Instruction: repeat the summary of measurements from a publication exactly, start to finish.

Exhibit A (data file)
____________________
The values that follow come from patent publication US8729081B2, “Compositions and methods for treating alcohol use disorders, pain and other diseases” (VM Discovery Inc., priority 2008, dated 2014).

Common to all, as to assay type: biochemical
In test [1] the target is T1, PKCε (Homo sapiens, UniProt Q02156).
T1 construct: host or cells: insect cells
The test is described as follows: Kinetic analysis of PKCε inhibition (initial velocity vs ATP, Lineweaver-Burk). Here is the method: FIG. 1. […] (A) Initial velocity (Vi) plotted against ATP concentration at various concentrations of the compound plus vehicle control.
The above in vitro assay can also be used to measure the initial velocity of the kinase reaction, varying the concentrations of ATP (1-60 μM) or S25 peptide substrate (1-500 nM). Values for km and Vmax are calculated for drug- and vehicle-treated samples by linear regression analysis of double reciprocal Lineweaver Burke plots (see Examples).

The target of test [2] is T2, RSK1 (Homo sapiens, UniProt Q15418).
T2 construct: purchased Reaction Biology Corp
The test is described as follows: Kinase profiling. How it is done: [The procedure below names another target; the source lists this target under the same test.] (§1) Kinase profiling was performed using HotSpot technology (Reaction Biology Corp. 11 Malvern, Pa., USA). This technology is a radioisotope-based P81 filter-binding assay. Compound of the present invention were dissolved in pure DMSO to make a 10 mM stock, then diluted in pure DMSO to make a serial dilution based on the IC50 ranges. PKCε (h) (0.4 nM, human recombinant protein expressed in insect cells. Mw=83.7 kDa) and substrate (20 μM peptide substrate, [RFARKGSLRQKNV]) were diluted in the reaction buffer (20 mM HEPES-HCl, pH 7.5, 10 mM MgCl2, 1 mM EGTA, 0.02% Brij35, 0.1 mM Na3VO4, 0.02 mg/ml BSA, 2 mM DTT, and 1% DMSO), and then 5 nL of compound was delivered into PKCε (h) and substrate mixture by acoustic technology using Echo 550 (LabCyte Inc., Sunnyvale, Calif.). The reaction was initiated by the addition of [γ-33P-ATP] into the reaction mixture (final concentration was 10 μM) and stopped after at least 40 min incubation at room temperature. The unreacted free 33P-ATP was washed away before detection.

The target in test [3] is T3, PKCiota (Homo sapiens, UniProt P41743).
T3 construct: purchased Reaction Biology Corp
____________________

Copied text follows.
The values that follow come from patent publication US8729081B2, “Compositions and methods for treating alcohol use disorders, pain and other diseases” (VM Discovery Inc., priority 2008, dated 2014).

Common to all, as to assay type: biochemical
In test [1] the target is T1, PKCε (Homo sapiens, UniProt Q02156).
T1 construct: host or cells: insect cells
The test is described as follows: Kinetic analysis of PKCε inhibition (initial velocity vs ATP, Lineweaver-Burk). Here is the method: FIG. 1. […] (A) Initial velocity (Vi) plotted against ATP concentration at various concentrations of the compound plus vehicle control.
The above in vitro assay can also be used to measure the initial velocity of the kinase reaction, varying the concentrations of ATP (1-60 μM) or S25 peptide substrate (1-500 nM). Values for km and Vmax are calculated for drug- and vehicle-treated samples by linear regression analysis of double reciprocal Lineweaver Burke plots (see Examples).

The target of test [2] is T2, RSK1 (Homo sapiens, UniProt Q15418).
T2 construct: purchased Reaction Biology Corp
The test is described as follows: Kinase profiling. How it is done: [The procedure below names another target; the source lists this target under the same test.] (§1) Kinase profiling was performed using HotSpot technology (Reaction Biology Corp. 11 Malvern, Pa., USA). This technology is a radioisotope-based P81 filter-binding assay. Compound of the present invention were dissolved in pure DMSO to make a 10 mM stock, then diluted in pure DMSO to make a serial dilution based on the IC50 ranges. PKCε (h) (0.4 nM, human recombinant protein expressed in insect cells. Mw=83.7 kDa) and substrate (20 μM peptide substrate, [RFARKGSLRQKNV]) were diluted in the reaction buffer (20 mM HEPES-HCl, pH 7.5, 10 mM MgCl2, 1 mM EGTA, 0.02% Brij35, 0.1 mM Na3VO4, 0.02 mg/ml BSA, 2 mM DTT, and 1% DMSO), and then 5 nL of compound was delivered into PKCε (h) and substrate mixture by acoustic technology using Echo 550 (LabCyte Inc., Sunnyvale, Calif.). The reaction was initiated by the addition of [γ-33P-ATP] into the reaction mixture (final concentration was 10 μM) and stopped after at least 40 min incubation at room temperature. The unreacted free 33P-ATP was washed away before detection.

The target in test [3] is T3, PKCiota (Homo sapiens, UniProt P41743).
T3 construct: purchased Reaction Biology Corp